Poor-quality booze! Say it isn’t so!

A piece by Salman Rushdie, “The Shelter of the World,” ran in last week’s New Yorker, and while I didn’t find the story (a tale of Emperor Akbar and maybe-real, maybe-imaginary wife Jodha) as gripping as I have some of his work, one passage jumped out at me:

“The court was also full of foreigners, pomaded exotics, weather-beaten merchants, narrow-faced priests from the West, boasting in ugly, undesirable tongues about the majesty of their lands, their gods, their kings. When the Emperor showed her the pictures of their mountains and valleys they’d brought with them, she thought of the Himalayas and of Kashmir and laughed at the foreigners’ paltry approximations of natural beauty, their vaals and aalps, half-words to describe half-things. Their kings were savages, and they had nailed their god to a tree. What did she want with people as ridiculous as that?

They came in search of—what, exactly? Nothing of use. If they had possessed any wisdom, the inutility of their journeying would have been obvious to them. Travel was pointless. It removed you from the place in which you had a meaning, and to which you gave meaning in return by dedicating your life to it, and spirited you away into fairlylands where you were, and looked, frankly absurd.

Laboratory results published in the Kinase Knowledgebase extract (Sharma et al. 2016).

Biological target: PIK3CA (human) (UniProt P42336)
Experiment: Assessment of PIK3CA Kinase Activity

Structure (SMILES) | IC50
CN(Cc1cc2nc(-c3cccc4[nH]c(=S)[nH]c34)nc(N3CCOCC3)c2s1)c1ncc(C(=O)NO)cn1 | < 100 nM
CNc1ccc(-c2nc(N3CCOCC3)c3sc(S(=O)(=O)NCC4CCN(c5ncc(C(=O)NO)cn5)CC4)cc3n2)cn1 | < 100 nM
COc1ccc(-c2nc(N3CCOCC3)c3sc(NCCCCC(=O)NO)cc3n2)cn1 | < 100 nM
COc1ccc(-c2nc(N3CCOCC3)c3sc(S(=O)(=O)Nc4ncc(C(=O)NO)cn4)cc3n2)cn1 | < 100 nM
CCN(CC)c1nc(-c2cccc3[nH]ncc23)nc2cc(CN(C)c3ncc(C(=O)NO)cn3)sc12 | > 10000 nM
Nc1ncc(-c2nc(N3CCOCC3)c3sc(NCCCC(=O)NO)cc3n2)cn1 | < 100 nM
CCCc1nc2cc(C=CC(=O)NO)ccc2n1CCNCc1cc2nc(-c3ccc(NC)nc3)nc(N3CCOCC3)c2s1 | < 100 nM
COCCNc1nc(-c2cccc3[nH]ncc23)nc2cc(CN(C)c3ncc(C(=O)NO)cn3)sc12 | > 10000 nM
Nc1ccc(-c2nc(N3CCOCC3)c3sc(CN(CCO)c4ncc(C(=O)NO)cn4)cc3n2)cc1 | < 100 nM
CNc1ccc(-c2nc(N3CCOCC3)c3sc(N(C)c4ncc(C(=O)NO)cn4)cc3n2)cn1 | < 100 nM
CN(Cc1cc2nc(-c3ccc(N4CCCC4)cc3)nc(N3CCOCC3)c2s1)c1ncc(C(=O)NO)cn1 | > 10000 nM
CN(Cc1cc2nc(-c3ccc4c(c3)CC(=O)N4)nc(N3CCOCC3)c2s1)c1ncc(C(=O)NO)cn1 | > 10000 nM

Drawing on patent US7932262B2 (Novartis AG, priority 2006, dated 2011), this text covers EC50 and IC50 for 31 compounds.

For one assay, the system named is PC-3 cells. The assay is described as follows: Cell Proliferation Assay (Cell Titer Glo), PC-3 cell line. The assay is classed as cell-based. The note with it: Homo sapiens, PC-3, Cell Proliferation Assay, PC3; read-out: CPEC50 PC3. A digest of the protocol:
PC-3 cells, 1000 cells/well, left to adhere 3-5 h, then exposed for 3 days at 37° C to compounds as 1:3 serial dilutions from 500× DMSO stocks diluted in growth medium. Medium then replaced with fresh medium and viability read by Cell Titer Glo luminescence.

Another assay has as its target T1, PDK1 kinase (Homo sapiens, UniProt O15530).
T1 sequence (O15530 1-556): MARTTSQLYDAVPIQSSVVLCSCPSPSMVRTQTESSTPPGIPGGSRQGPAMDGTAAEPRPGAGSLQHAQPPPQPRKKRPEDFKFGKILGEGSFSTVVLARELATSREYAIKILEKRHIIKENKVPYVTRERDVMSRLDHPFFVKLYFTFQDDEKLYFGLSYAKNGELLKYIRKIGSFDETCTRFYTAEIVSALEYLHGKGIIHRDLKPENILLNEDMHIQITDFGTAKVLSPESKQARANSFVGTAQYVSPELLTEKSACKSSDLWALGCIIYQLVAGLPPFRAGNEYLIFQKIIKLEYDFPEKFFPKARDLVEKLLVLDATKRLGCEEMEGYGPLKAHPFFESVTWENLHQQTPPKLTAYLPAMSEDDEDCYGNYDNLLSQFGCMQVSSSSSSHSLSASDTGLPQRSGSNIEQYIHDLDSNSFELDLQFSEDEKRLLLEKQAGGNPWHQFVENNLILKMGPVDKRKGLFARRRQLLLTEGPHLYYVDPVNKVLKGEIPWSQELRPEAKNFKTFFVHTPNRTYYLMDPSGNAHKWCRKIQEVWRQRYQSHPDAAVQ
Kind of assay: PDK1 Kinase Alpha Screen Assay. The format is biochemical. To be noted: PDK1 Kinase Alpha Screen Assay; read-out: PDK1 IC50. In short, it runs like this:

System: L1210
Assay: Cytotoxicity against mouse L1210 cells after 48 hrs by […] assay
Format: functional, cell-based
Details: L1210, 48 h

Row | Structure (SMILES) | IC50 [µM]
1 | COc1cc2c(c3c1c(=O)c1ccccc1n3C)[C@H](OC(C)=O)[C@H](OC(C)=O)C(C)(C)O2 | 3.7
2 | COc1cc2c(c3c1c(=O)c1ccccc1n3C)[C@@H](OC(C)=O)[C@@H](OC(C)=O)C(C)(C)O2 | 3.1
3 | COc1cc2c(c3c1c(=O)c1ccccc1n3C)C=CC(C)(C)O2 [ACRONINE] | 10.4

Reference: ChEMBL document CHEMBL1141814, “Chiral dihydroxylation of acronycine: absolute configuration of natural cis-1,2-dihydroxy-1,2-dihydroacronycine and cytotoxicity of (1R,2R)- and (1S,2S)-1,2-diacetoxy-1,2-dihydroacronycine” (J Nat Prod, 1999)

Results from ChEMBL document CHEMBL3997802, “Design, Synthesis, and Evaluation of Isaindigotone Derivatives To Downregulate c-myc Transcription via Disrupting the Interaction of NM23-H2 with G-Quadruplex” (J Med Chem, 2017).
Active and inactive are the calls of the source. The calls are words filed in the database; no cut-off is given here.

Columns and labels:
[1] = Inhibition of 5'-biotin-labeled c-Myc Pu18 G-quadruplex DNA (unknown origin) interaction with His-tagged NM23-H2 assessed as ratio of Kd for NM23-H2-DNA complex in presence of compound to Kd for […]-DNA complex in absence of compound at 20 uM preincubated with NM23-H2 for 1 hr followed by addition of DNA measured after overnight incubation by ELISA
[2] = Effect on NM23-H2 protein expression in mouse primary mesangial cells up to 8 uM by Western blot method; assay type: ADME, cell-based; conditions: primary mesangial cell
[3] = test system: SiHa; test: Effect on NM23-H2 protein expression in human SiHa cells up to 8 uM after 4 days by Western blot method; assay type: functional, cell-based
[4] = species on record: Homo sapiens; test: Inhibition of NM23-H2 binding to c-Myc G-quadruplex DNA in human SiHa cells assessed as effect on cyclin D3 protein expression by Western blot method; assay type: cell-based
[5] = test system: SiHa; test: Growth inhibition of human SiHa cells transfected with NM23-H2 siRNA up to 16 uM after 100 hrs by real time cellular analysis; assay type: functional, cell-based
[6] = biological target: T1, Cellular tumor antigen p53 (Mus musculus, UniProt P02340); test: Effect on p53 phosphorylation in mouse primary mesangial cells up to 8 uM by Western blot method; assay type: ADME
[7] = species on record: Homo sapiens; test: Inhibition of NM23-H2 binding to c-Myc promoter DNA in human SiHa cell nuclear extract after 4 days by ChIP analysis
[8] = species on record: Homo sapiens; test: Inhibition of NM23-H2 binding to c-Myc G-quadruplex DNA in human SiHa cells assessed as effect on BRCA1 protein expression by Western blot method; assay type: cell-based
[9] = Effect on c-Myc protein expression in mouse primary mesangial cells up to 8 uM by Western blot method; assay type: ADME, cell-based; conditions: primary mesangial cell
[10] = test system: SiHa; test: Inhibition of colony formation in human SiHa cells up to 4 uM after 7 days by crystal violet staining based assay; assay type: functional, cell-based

Not sure whether it’s happenstance or by calculation, but Rushdie’s not the only person who’s got something to say about the erstwhile emperor. Jodhaa Akbar, a Bollywood flick billed as “a sixteenth-century love story about a marriage of alliance that gave birth to true love between a great Mughal emperor, Akbar, and a Rajput princess, Jodhaa,” debuted on February 15 and has been in the news ever since, not least because its historical accuracy has been called into question. The Times gave it a fairly good review, but people in Rajasthan, Madhya Pradesh, Sonepat, and Ambala will have to wait for pirated VCDs of Ashutosh Gowarikar’s Cecil B. DeMille-esque grasp of cinematic grandeur.